How Does One Cut a Triangle?
by Alexander Soifer
||This book is a monograph on newly created and solved problems in combinatorial geometry. Many of the problems involve dissections of triangles and other geometric figures. The book is intended to show young talented people what mathematics is and what mathematicians do.
Excerpts from the book (tbs)
- Table of Contents
- Sample page of problems (pdf)
- Sample page of solutions (pdf)
5 3/4" x 8 1/4"
Promotional Material (tbs)
- Flyer (pdf)
- About the authors
- Recommend this book to your library (pdf)
What the reviewers say
- Murray S. Klamkin from The American Mathematical Monthly, 98(1991)775-778
- "I like the style of the book."
- "There is quite a number of unsolved problems which will challenge professional mathematicians and other scientists."
- James N. Boyd from the Mathematics Teacher
- "Soifer's work can rightly be called a 'mathematical gem.' "
- Paul L. Campbell from Mathematics Magazine, 65(1992)139
- "Formulates and explores ways to solve new and engaging problems about cutting a triangle into congruent or similar triangles, gradually refining the problems and drawing the reader into the solutions."
- V. G. Boltyanski from SIAM Review
- "Alexander Soifer has produced a good gift for the young lover of mathematics. And not only for youngsters; the book should be interesting even to professional mathematicians."
- Paul Erdös from the Introduction
- "This delightful book considers and solves many problems in dividing triangles into n congruent pieces and also into similar pieces, as well as many extremal problems about placing points in convex figures. The book is primarily meant for clever high school students and college students interested in geometry, but even mature mathematicians will find a lot of new material in it. I very warmly recommend the book and hope the readers will have pleasure in thinking about the unsolved problems and will find new ones."
- H. A. ShahAli on Amazon.com
- L. M. Kelley in Mathematical Reviews
- "The manner of presentation and the gentle guidance toward a solution and hence to generalizations and new problems takes this elementary treatise out of the prosaic and into the stimulating realm of mathematical creativity. Not only young talented people but dedicated secondary teachers and even a few mathematical sophisticates will find this reading both pleasant and profitable."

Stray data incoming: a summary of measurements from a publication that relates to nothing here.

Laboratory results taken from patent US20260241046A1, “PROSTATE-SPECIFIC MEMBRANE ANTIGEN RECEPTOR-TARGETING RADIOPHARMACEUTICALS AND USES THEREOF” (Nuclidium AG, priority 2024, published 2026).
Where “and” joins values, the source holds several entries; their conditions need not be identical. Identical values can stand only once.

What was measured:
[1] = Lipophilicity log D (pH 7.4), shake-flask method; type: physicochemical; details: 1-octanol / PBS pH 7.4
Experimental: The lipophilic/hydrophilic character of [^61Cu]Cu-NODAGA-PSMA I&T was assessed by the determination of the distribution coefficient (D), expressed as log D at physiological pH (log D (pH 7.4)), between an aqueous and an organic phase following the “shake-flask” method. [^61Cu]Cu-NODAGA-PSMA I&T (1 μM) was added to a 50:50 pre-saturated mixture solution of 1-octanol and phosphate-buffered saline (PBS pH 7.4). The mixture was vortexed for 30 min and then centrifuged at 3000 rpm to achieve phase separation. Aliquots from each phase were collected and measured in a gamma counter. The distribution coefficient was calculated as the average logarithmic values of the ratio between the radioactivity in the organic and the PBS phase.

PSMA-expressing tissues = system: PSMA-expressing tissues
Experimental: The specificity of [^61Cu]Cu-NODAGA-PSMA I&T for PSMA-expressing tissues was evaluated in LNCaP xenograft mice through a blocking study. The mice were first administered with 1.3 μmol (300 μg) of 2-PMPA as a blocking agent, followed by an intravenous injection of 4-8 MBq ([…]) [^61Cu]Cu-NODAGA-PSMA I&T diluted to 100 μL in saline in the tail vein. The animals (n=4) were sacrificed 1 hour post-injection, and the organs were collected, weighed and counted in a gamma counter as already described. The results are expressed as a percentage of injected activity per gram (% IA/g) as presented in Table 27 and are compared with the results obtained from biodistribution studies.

- Cecil Rousseau from the Introduction
- "It reads like an adventure story. In fact, it is an adventure story, complete with interesting characters, moments of exhilaration, examples of serendipity, and unanswered questions. It conveys the spirit of mathematical discovery and it celebrates the event as have mathematicians throughout history."
- John Baylis from The Mathematical Gazette, 75(1991)224-225
- "Alexander Soifer is a wonderful problem solver and inspiring teacher. His book will tell young mathematicians what mathematics should be like, and remind older ones who may be in danger of forgetting."
- "It is such a refreshing book. Professor Soifer makes the problems fascinating, the methods of attack even more fascinating, and the whole thing is enlivened by anecdotes about the history of the problems, some of their recent solvers, and the very human reactions of the author to some beautiful mathematics. Most of all, the book has charm, somehow enhanced by his slightly eccentric English, sufficient to carry the reader forward without minding being asked to do rather a lot of work."
- Philip L. Engel from the Introduction
- "How does one describe a mathematician? I know no better way than to read this delightful book."
- Branko Grünbaum from the Introduction
- "[This book is] apt to bring pleasure to anybody willing to devote a few hours to follow its adventures among solved and unsolved problems."
- Bill Young on Amazon.com
- "Exceptional book!"
- "The explanations of the problems are exceptional."
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